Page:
Tuesday, March 19, 2013

Within the Pages: The One and Only Ivan

 The One and Only Ivan
by Katherine Applegate
Published by HarperCollins Publishers, 2012.

     I was reluctant to read this story the first time I picked it up. In the mood for something light-hearted, I read the jacket copy and decided I didn't want to immerse myself in an animal rights story. I eventually did read The One and Only Ivan and it has turned out to be my favorite middle-grade book since Because of Winn Dixie. It was my mistake for thinking it wasn't light-hearted. Katherine Applegate's charming cast of animal characters as well as Julia, the girl who helps Ivan help his elephant friend, Ruby, offer hope in the seemingly bleakest of situations. Here's what I loved about Ivan:

First, the summary of The One and Only Ivan from the HarperCollins website:


     Ivan is an easygoing gorilla. Living at the Exit 8 Big Top Mall and Video Arcade, he has grown accustomed to humans watching him through the glass walls of his domain. He rarely misses his life in the jungle. In fact, he hardly ever thinks about it at all.
Instead, Ivan thinks about TV shows he’s seen and about his friends Stella, an elderly elephant, and Bob, a stray dog. But mostly Ivan thinks about art and how to capture the taste of a mango or the sound of leaves with color and a well-placed line.
     Then he meets Ruby, a baby elephant taken from her family, and she makes Ivan see their home—and his own art—through new eyes. When Ruby arrives, change comes with her, and it’s up to Ivan to make it a change for the better.

Character Who Would Have Your Back: Ivan, of course. He like a patient, protective brother to his animal friends and keeps the promises he makes, no matter how impossible they seem to fulfill.

Character You Never Hope to Meet: Mack, owner of the Big Top Mall and Video Arcade and Ivan's keeper. You can't help but cheer for Ruby when she gets the best of him in one scene. If only Mac was on the receiving end of his own claw stick, but I think the animals would have been kinder to him had the roles been reversed.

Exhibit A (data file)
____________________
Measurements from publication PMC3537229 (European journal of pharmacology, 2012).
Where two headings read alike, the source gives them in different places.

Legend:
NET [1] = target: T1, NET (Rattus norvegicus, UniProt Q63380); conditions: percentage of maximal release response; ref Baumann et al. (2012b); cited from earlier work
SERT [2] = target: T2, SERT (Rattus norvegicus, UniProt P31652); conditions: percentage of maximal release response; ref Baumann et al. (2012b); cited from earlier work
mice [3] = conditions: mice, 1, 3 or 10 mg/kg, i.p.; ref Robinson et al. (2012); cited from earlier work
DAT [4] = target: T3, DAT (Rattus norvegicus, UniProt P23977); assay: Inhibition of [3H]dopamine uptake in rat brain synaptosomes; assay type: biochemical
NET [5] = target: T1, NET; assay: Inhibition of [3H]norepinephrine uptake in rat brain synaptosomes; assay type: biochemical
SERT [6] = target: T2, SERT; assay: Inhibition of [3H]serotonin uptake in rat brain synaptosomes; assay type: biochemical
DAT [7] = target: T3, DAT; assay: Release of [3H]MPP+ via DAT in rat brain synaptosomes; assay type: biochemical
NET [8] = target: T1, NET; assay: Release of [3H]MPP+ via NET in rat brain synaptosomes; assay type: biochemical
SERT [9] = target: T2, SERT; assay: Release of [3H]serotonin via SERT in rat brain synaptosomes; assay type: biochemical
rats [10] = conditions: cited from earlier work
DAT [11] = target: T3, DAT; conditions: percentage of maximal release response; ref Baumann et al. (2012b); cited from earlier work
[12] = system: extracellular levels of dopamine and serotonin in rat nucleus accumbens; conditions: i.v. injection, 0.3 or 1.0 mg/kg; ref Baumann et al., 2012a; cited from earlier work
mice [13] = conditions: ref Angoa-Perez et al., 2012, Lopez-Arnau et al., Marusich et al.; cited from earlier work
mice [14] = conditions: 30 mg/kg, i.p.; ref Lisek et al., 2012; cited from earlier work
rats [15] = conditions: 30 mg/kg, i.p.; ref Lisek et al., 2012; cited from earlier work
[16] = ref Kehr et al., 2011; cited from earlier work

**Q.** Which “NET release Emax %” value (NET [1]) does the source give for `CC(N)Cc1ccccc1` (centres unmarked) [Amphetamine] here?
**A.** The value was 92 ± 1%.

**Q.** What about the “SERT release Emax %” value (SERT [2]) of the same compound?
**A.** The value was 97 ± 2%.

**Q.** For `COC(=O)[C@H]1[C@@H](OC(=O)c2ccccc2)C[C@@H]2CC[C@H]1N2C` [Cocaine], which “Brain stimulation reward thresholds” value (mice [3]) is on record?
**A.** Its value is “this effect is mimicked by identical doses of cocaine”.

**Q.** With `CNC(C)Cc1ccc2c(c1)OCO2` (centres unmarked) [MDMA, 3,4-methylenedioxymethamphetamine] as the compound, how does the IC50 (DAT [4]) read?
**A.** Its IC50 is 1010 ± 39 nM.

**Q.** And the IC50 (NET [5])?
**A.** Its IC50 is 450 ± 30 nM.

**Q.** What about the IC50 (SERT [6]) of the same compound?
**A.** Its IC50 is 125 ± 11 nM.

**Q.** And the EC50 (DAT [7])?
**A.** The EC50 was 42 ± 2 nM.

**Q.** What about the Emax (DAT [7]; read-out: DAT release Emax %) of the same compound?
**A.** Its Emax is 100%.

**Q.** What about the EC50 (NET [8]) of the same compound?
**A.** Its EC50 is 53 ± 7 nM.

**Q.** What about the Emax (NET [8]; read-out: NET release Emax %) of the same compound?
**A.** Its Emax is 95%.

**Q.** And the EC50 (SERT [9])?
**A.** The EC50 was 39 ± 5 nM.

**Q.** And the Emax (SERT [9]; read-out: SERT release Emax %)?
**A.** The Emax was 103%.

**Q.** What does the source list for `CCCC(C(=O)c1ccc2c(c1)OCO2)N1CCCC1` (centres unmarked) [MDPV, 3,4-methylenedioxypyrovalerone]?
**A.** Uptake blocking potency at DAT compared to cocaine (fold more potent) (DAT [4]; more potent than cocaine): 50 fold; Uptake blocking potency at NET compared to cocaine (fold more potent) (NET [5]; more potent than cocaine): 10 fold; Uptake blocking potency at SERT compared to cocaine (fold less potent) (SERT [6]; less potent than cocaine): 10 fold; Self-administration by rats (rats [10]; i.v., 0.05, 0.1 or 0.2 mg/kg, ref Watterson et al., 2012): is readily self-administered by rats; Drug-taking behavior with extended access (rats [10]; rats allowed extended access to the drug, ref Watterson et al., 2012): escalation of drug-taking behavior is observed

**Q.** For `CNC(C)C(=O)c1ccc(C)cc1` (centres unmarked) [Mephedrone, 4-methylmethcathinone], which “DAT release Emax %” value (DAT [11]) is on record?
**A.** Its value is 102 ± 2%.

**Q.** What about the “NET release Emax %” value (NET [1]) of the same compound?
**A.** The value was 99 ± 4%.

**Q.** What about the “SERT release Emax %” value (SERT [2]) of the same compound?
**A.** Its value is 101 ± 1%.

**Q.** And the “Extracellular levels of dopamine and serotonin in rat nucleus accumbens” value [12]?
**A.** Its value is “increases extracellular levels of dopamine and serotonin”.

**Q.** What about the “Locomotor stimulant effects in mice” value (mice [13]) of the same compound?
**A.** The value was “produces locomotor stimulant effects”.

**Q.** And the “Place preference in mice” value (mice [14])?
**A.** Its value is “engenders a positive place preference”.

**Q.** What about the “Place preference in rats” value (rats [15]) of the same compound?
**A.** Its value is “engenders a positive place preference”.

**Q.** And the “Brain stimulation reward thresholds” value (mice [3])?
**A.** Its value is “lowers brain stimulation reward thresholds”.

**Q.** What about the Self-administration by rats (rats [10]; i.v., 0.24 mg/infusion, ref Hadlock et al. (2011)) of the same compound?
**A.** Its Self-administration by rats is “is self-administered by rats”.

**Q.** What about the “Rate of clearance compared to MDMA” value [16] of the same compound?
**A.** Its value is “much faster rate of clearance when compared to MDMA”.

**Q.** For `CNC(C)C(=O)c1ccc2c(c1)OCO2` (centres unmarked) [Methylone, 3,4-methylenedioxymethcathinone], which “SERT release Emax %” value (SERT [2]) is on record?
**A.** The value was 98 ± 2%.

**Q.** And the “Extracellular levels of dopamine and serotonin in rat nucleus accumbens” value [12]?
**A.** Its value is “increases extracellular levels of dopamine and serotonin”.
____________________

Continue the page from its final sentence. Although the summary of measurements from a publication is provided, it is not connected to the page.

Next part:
Character Who Makes You Laugh and Want to Cry at the Same Time: Little Ruby. She's so naive and vulnerable and full of hope. And I loved her endless questioning, so like a toddler with a never-ending case of Why? Why? Why?

Character Who Could Lighten a Tense Situation: Bob the dog. A stray, Bob sneaks into Ivan's cage daily to impart his wry humor and street-wise smarts. He's perfectly comfortable sleeping on Ivan's belly at night and doesn't have any use for humans. Still, he's easy to love and his one-liners are classic.

Why I Read The One and Only Ivan: I had intended to read it when it first came out, but as soon as it started getting Newbery buzz, I held off. Every year I buy the Newbery winner and Honor books in hardcover so I waited until I could get my copies with the pretty gold seal on the cover. It's not likely I'll  find a book this year that I'll enjoy more than this one.

What are you reading now?

3 comments:

  1. I picked this one up once, but just couldn't get into it. I am continually reading great reviews for it, so I imagine my experience had more to do with the mood I was in than anything else. One of these days I will give it another try. Glad to hear you enjoyed it so much.
    I am currently reading Comfort by Carolee Dean and enjoying it very much.

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  2. This is one of those books that I frankly wouldn't have put at the top of my reading list based on the pitch alone. Isn't it great that we have book awards to bring to our attention books we shouldn't miss? This book is on my reading list. My local critique group has gotten into discussing books as well as critiquing each other's work, and for this month our assignment was The Phantom Tollbooth by Norton Juster. I had mixed feelings about it that I discussed on Goodreads, but my opinion seems to be a minority one based on the stellar reviews.

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  3. My critique group does something similar except instead of focusing on one book, we focus on an author. Everyone reads something different, and if the author does PB, chapter books, MG, YA, that's all the better. Sometimes we pick a theme (dialogue, voice, POV, etc), which is nice for focus, but mostly we share what we think worked.

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